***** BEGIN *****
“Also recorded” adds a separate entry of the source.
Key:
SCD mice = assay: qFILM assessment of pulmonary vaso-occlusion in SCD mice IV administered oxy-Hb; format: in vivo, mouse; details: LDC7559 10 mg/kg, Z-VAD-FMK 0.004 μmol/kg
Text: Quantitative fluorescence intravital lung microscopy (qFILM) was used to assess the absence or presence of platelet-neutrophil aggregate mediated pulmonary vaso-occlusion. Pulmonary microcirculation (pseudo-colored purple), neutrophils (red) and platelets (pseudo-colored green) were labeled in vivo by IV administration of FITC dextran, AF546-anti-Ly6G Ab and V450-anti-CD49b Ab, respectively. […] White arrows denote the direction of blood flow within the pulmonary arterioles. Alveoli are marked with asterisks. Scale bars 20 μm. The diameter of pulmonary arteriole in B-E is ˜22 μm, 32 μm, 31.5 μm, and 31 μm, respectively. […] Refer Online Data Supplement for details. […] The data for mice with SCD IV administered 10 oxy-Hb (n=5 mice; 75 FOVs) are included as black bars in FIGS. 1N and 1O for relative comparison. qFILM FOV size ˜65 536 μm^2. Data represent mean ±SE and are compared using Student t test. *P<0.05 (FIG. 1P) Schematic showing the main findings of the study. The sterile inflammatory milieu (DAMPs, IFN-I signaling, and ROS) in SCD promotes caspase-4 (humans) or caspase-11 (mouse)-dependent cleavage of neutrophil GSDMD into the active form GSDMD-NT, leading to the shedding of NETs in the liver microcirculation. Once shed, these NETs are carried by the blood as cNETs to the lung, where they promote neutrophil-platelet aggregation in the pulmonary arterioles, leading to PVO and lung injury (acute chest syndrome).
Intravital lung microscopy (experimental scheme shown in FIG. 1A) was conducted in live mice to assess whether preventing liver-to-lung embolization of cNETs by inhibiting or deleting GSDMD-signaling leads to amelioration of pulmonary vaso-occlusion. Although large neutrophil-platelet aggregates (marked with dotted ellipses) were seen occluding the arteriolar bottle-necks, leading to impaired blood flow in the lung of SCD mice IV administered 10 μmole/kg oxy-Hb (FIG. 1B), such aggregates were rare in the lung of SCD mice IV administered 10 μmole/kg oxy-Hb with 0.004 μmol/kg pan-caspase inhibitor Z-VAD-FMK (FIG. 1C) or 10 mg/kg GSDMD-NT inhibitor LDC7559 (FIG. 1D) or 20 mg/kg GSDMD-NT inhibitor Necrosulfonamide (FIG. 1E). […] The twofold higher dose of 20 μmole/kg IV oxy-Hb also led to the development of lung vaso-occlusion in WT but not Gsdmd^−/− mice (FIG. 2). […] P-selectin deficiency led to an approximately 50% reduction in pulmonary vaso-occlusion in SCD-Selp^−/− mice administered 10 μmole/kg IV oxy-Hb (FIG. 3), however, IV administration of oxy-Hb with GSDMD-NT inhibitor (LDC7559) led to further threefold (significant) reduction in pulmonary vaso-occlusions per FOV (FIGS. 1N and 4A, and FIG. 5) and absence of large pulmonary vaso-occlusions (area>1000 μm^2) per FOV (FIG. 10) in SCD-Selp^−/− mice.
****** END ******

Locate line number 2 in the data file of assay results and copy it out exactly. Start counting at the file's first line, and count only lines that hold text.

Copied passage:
Key: